Lower Cretaceous Stratigraphy, Northern Coahuila, Mexico
This report presents stratigraphic data and interpretations pertaining to the origin of a continental shelf-ocean basin sedimentary complex developed during Lower Cretaceous time in northern Coahuila, Mexico. This shelf was developed within a carbonate depositional regime and provides a specific descriptive example which should be useful in the development of a comprehensive process-response model of shelf origin. Northern Coahuila, Mexico, lies below the great northern arc of the Rio Grande near the middle of the border between Texas and Mexico. It is the larger Mexican counterpart of the Big Bend area of Texas which joins it on the west. The area mapped by geologists of Petroleos Mexicanos during the course of this investigation covers about 16,000 square miles and measures at a maximum about 160 miles east-west and 120 miles north-south. Lower Cretaceous outcrops in the Serranía del Burro and southern part of the Sierra del Carmen were studied by the author.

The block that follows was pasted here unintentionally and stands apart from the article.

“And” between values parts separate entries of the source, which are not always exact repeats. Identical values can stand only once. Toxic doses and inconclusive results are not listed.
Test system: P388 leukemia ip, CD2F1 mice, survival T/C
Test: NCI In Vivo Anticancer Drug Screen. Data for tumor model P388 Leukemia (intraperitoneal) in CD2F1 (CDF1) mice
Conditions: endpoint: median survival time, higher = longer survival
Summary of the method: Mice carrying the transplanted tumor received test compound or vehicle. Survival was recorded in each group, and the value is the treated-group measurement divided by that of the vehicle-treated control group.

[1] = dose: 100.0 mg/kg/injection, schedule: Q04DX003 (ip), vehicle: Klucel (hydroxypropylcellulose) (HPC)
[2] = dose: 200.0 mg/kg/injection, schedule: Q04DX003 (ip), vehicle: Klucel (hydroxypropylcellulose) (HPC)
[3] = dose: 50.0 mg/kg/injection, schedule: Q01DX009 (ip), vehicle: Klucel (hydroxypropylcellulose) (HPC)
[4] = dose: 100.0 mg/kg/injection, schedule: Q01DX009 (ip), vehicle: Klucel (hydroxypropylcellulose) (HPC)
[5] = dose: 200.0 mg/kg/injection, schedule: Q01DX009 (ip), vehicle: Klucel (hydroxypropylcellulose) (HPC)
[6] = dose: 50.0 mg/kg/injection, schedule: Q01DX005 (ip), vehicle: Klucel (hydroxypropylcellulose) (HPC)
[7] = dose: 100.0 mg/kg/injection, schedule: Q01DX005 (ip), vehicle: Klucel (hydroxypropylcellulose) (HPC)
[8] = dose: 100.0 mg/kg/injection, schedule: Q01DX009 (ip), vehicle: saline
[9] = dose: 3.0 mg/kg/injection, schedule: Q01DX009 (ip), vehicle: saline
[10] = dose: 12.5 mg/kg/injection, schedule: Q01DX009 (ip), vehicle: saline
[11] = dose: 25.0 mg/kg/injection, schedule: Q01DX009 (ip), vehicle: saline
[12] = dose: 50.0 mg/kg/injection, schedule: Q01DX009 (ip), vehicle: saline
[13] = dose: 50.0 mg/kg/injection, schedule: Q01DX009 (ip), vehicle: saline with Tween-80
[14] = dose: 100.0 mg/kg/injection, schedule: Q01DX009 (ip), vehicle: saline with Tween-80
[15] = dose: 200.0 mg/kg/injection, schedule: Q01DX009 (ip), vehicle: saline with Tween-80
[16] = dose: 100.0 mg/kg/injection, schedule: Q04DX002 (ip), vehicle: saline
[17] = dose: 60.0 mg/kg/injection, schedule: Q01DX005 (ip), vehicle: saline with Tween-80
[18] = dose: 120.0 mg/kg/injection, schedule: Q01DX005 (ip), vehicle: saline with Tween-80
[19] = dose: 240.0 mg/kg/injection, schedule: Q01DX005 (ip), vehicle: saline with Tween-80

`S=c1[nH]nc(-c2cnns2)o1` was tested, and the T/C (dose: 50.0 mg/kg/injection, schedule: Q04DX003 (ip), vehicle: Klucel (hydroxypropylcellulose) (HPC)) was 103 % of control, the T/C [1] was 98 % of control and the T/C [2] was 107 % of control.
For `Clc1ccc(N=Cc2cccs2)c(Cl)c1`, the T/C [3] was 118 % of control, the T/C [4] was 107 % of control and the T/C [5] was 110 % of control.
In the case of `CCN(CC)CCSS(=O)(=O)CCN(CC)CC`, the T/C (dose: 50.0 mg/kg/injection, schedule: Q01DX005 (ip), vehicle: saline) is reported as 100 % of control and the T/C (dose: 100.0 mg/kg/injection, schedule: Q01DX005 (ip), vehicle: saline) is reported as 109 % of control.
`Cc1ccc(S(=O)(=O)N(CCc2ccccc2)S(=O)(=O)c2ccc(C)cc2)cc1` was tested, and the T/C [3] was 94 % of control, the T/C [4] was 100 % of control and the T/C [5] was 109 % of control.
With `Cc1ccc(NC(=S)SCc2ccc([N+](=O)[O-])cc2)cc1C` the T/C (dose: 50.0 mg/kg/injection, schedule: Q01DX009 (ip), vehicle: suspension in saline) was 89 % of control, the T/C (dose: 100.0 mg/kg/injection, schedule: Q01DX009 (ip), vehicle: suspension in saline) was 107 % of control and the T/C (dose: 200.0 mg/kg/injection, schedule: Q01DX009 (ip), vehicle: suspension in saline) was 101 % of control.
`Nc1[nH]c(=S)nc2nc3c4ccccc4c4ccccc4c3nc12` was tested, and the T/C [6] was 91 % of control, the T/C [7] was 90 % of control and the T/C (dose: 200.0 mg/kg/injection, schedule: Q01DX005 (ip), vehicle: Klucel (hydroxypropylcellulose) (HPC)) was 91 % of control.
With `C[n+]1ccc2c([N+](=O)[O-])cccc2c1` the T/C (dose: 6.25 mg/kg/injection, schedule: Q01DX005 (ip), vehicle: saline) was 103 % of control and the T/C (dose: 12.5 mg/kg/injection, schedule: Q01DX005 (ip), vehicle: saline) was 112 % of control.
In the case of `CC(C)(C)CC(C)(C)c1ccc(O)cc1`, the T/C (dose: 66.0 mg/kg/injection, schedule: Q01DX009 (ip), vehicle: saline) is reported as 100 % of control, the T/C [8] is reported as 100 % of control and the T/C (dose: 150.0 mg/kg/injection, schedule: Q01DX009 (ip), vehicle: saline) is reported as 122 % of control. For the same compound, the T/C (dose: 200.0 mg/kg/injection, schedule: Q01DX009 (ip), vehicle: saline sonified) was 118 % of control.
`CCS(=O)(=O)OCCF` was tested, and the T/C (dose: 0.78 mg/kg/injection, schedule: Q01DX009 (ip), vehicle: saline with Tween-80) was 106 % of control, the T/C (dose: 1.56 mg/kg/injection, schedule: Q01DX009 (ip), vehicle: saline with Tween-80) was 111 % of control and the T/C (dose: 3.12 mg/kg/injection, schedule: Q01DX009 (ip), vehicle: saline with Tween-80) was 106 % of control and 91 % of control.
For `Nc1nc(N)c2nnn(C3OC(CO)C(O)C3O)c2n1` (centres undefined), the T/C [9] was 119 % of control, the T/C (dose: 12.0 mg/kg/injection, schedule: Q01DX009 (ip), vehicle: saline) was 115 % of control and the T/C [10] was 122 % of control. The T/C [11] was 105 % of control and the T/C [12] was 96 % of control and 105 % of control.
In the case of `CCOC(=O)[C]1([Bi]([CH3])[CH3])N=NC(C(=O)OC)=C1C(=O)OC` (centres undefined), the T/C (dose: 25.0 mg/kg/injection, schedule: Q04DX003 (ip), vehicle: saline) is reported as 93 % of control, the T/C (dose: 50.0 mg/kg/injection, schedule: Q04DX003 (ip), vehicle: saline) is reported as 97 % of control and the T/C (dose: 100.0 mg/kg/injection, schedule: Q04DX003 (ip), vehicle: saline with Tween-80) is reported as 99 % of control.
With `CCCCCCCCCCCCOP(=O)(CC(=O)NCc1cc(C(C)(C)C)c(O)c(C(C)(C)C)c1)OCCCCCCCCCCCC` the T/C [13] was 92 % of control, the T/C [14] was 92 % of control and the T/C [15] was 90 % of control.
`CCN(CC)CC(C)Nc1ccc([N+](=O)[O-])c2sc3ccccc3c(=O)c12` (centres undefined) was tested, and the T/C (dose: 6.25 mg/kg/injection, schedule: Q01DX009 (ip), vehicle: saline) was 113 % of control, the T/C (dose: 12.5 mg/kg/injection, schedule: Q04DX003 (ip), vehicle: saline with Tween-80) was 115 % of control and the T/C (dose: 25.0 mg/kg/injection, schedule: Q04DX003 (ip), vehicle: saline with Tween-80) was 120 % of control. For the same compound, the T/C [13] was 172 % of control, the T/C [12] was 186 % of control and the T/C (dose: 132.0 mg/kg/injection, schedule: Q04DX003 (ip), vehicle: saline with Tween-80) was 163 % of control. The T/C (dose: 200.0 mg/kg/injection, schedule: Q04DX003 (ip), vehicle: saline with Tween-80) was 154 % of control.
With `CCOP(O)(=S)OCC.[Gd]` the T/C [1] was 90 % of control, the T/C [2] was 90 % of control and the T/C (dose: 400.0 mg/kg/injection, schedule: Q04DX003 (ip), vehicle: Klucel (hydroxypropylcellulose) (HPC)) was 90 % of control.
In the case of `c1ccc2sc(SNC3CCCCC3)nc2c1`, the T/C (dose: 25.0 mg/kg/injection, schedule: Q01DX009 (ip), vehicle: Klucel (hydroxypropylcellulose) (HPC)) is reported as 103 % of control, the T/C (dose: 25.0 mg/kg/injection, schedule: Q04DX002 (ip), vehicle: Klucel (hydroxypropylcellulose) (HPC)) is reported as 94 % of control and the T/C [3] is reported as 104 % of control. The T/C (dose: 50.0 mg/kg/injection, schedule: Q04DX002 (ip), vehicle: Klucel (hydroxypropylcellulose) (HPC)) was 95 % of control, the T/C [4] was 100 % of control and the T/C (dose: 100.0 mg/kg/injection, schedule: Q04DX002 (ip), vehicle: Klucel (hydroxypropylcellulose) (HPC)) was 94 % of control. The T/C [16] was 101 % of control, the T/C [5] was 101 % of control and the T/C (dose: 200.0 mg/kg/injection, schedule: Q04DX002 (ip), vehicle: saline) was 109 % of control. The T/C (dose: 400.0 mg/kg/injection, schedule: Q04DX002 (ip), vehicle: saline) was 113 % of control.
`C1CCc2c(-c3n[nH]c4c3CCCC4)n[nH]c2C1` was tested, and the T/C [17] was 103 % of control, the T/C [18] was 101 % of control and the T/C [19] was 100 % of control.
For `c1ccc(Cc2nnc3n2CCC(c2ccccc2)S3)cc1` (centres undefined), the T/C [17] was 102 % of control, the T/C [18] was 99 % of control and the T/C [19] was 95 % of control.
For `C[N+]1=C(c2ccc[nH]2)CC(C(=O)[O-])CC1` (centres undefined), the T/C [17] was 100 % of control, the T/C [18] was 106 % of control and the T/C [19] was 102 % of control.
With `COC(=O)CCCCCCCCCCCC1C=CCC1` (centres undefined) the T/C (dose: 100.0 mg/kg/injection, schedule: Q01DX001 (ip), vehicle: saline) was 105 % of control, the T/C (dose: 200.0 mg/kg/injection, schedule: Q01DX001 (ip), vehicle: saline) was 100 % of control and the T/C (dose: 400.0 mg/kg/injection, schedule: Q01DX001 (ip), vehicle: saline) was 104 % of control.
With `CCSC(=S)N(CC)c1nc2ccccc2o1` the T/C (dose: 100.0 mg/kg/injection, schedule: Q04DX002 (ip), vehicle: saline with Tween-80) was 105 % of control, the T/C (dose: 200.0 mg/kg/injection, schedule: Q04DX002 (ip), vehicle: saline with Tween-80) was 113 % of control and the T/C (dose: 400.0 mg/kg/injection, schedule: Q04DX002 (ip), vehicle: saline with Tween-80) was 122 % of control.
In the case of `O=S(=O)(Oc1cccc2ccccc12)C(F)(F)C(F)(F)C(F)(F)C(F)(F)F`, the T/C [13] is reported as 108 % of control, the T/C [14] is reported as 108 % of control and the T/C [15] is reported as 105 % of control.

Smith, C. I., 1970, Lower Cretaceous Stratigraphy, Northern Coahuila, Mexico: The University of Texas at Austin, Bureau of Economic Geology, Report of Investigations No. 65, 101 p.
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The University of Texas at Austin, Bureau of Economic Geology
Report of Investigation